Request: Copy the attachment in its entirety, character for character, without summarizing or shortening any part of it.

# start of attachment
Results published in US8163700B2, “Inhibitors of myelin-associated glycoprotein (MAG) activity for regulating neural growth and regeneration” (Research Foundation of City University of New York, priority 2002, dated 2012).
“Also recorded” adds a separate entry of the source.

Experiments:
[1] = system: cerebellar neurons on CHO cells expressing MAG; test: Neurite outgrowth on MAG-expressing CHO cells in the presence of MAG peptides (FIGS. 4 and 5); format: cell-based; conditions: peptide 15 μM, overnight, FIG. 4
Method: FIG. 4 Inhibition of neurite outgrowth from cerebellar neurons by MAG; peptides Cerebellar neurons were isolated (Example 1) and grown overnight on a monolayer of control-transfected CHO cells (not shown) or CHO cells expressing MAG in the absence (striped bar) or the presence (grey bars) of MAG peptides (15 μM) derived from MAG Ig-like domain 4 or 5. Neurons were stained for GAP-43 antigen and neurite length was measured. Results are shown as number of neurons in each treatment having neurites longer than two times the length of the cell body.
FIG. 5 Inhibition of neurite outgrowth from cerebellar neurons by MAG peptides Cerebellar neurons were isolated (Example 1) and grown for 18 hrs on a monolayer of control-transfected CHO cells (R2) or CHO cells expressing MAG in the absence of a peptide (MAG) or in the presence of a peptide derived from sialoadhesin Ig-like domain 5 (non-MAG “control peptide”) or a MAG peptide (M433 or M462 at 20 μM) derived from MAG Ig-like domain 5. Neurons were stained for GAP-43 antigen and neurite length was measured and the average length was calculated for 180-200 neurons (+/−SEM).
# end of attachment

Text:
Results published in US8163700B2, “Inhibitors of myelin-associated glycoprotein (MAG) activity for regulating neural growth and regeneration” (Research Foundation of City University of New York, priority 2002, dated 2012).
“Also recorded” adds a separate entry of the source.

Experiments:
[1] = system: cerebellar neurons on CHO cells expressing MAG; test: Neurite outgrowth on MAG-expressing CHO cells in the presence of MAG peptides (FIGS. 4 and 5); format: cell-based; conditions: peptide 15 μM, overnight, FIG. 4
Method: FIG. 4 Inhibition of neurite outgrowth from cerebellar neurons by MAG; peptides Cerebellar neurons were isolated (Example 1) and grown overnight on a monolayer of control-transfected CHO cells (not shown) or CHO cells expressing MAG in the absence (striped bar) or the presence (grey bars) of MAG peptides (15 μM) derived from MAG Ig-like domain 4 or 5. Neurons were stained for GAP-43 antigen and neurite length was measured. Results are shown as number of neurons in each treatment having neurites longer than two times the length of the cell body.
FIG. 5 Inhibition of neurite outgrowth from cerebellar neurons by MAG peptides Cerebellar neurons were isolated (Example 1) and grown for 18 hrs on a monolayer of control-transfected CHO cells (R2) or CHO cells expressing MAG in the absence of a peptide (MAG) or in the presence of a peptide derived from sialoadhesin Ig-like domain 5 (non-MAG “control peptide”) or a MAG peptide (M433 or M462 at 20 μM) derived from MAG Ig-like domain 5. Neurons were stained for GAP-43 antigen and neurite length was measured and the average length was calculated for 180-200 neurons (+/−SEM).